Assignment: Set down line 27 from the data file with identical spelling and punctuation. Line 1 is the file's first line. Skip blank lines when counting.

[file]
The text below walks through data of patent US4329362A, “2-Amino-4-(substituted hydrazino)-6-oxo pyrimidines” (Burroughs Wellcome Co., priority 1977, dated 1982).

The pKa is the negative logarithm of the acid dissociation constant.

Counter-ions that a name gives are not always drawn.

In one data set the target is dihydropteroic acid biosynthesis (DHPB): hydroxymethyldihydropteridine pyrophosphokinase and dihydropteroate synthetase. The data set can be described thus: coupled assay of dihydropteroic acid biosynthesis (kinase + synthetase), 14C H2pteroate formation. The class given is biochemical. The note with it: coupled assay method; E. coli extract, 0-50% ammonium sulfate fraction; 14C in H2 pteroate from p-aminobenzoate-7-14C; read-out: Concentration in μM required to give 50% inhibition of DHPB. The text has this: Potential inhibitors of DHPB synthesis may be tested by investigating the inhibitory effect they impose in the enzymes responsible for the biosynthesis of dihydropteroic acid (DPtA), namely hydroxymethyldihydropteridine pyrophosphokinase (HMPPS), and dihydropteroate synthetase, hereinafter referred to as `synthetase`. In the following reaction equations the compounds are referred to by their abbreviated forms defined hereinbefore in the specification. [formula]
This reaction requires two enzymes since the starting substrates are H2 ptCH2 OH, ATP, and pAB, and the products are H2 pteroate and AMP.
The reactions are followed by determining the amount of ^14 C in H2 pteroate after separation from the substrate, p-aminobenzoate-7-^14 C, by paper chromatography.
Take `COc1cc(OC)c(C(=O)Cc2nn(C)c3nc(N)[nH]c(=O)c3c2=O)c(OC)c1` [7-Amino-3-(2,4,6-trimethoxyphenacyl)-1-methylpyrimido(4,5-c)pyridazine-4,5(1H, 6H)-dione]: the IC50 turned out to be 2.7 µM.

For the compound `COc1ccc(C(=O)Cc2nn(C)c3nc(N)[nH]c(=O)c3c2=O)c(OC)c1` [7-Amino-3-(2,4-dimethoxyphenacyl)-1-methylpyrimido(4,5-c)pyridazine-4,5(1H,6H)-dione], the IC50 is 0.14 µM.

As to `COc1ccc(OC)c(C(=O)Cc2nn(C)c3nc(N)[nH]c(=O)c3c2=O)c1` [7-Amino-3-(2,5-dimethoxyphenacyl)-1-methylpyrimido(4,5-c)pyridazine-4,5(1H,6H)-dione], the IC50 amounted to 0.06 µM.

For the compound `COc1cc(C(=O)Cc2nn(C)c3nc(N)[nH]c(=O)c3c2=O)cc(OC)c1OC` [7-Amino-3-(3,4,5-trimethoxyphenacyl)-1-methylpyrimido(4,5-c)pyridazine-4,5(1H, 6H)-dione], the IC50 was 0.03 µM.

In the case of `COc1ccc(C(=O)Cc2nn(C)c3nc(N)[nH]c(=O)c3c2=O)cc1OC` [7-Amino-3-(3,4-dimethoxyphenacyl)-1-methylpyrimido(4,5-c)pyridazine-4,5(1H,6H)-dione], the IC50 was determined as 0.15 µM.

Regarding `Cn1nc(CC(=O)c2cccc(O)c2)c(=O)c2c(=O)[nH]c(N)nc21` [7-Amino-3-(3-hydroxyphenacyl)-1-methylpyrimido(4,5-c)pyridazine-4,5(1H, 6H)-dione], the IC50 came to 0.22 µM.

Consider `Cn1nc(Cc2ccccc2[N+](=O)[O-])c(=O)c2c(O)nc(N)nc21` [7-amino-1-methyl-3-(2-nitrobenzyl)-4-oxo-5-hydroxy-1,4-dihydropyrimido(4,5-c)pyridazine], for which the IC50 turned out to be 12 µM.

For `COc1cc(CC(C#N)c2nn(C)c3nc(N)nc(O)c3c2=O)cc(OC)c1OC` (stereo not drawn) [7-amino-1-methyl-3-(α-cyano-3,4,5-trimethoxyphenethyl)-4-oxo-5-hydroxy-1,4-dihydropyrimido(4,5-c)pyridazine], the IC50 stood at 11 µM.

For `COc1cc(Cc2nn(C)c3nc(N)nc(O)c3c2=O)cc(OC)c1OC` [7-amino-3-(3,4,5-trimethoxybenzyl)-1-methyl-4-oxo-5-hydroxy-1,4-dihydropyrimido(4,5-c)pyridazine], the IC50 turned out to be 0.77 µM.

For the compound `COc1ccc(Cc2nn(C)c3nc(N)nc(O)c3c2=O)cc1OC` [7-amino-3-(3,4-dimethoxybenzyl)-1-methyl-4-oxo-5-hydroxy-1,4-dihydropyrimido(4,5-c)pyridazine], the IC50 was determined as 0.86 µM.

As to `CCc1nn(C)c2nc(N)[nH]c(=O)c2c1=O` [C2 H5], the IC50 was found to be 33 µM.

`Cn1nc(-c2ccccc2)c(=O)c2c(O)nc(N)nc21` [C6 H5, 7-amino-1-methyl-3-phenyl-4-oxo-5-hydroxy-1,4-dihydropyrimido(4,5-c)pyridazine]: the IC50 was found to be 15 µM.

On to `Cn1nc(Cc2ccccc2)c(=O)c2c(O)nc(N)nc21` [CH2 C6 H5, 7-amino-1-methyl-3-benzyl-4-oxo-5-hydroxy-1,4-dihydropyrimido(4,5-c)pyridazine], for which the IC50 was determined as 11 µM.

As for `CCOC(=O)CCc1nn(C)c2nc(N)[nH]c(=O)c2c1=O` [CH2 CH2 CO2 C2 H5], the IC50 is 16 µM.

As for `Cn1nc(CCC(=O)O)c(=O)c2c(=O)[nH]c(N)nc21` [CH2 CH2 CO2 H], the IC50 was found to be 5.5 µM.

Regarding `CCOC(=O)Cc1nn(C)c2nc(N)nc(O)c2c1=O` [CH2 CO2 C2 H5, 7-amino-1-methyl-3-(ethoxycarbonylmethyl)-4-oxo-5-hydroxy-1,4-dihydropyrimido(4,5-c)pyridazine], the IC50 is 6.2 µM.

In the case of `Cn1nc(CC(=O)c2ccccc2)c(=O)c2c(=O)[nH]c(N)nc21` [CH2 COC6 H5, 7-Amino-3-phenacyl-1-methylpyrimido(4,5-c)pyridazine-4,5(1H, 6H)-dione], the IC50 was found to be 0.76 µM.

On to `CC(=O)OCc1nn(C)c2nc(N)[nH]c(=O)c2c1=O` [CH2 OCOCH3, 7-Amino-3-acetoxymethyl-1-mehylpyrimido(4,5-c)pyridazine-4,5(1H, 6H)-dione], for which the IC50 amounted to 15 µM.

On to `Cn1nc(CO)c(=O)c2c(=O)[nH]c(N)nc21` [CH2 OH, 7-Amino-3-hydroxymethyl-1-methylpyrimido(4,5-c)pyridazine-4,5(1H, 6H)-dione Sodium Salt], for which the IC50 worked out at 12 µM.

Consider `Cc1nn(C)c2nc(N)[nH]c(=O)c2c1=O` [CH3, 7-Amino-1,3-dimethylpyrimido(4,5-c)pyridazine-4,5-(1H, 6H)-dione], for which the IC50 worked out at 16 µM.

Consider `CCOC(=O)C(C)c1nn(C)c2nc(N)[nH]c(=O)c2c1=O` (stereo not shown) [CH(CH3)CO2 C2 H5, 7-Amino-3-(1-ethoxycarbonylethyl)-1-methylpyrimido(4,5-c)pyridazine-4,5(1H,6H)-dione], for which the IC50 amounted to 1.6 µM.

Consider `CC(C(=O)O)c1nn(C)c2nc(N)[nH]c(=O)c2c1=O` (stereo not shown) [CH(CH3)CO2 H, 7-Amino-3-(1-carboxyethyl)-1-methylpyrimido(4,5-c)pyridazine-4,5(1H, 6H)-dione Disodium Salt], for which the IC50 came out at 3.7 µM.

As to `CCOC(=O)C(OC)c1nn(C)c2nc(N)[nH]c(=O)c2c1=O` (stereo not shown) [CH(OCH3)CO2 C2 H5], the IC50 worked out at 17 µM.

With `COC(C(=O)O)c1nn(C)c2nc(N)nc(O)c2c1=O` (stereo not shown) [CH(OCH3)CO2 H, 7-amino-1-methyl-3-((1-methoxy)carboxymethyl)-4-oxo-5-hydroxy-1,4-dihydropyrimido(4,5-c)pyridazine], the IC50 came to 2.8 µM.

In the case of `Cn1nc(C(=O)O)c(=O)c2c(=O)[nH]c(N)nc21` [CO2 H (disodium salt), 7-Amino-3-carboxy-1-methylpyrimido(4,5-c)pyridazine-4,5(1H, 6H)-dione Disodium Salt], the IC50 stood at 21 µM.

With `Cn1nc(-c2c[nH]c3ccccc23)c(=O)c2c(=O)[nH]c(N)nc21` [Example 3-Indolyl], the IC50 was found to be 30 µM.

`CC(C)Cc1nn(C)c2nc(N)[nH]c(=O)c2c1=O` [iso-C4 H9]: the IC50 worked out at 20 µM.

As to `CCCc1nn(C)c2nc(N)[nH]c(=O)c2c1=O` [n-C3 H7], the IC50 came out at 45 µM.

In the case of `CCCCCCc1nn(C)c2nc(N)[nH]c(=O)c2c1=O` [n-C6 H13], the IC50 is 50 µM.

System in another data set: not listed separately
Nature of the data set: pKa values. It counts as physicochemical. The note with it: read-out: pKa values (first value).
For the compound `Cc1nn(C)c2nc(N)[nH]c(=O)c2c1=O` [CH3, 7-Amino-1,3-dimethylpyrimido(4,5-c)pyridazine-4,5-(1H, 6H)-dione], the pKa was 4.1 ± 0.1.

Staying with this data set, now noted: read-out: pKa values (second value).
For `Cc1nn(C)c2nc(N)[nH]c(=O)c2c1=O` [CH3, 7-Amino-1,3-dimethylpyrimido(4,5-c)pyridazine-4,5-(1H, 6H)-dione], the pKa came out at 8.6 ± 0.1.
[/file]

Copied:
Consider `CCOC(=O)C(C)c1nn(C)c2nc(N)[nH]c(=O)c2c1=O` (stereo not shown) [CH(CH3)CO2 C2 H5, 7-Amino-3-(1-ethoxycarbonylethyl)-1-methylpyrimido(4,5-c)pyridazine-4,5(1H,6H)-dione], for which the IC50 amounted to 1.6 µM.